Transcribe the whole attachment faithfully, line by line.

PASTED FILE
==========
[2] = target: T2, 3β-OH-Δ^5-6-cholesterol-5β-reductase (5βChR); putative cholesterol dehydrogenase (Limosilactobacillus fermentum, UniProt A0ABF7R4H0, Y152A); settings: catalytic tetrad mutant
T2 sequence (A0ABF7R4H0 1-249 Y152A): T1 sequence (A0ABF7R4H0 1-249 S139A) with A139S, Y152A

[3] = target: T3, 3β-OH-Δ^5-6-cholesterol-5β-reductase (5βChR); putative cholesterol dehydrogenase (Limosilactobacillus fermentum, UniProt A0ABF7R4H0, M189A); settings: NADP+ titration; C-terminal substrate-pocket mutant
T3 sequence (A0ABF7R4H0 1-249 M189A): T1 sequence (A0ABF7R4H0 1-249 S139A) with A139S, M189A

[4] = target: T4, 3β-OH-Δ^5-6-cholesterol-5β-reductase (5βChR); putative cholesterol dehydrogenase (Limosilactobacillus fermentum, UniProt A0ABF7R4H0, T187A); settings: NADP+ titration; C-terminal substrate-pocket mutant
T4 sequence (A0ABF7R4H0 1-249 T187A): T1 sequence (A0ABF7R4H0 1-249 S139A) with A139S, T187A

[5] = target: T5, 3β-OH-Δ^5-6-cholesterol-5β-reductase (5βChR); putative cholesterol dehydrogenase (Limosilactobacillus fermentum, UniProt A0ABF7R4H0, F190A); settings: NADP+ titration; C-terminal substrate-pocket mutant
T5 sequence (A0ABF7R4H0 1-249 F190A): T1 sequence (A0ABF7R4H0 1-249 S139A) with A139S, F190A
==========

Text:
[2] = target: T2, 3β-OH-Δ^5-6-cholesterol-5β-reductase (5βChR); putative cholesterol dehydrogenase (Limosilactobacillus fermentum, UniProt A0ABF7R4H0, Y152A); settings: catalytic tetrad mutant
T2 sequence (A0ABF7R4H0 1-249 Y152A): T1 sequence (A0ABF7R4H0 1-249 S139A) with A139S, Y152A

[3] = target: T3, 3β-OH-Δ^5-6-cholesterol-5β-reductase (5βChR); putative cholesterol dehydrogenase (Limosilactobacillus fermentum, UniProt A0ABF7R4H0, M189A); settings: NADP+ titration; C-terminal substrate-pocket mutant
T3 sequence (A0ABF7R4H0 1-249 M189A): T1 sequence (A0ABF7R4H0 1-249 S139A) with A139S, M189A

[4] = target: T4, 3β-OH-Δ^5-6-cholesterol-5β-reductase (5βChR); putative cholesterol dehydrogenase (Limosilactobacillus fermentum, UniProt A0ABF7R4H0, T187A); settings: NADP+ titration; C-terminal substrate-pocket mutant
T4 sequence (A0ABF7R4H0 1-249 T187A): T1 sequence (A0ABF7R4H0 1-249 S139A) with A139S, T187A

[5] = target: T5, 3β-OH-Δ^5-6-cholesterol-5β-reductase (5βChR); putative cholesterol dehydrogenase (Limosilactobacillus fermentum, UniProt A0ABF7R4H0, F190A); settings: NADP+ titration; C-terminal substrate-pocket mutant
T5 sequence (A0ABF7R4H0 1-249 F190A): T1 sequence (A0ABF7R4H0 1-249 S139A) with A139S, F190A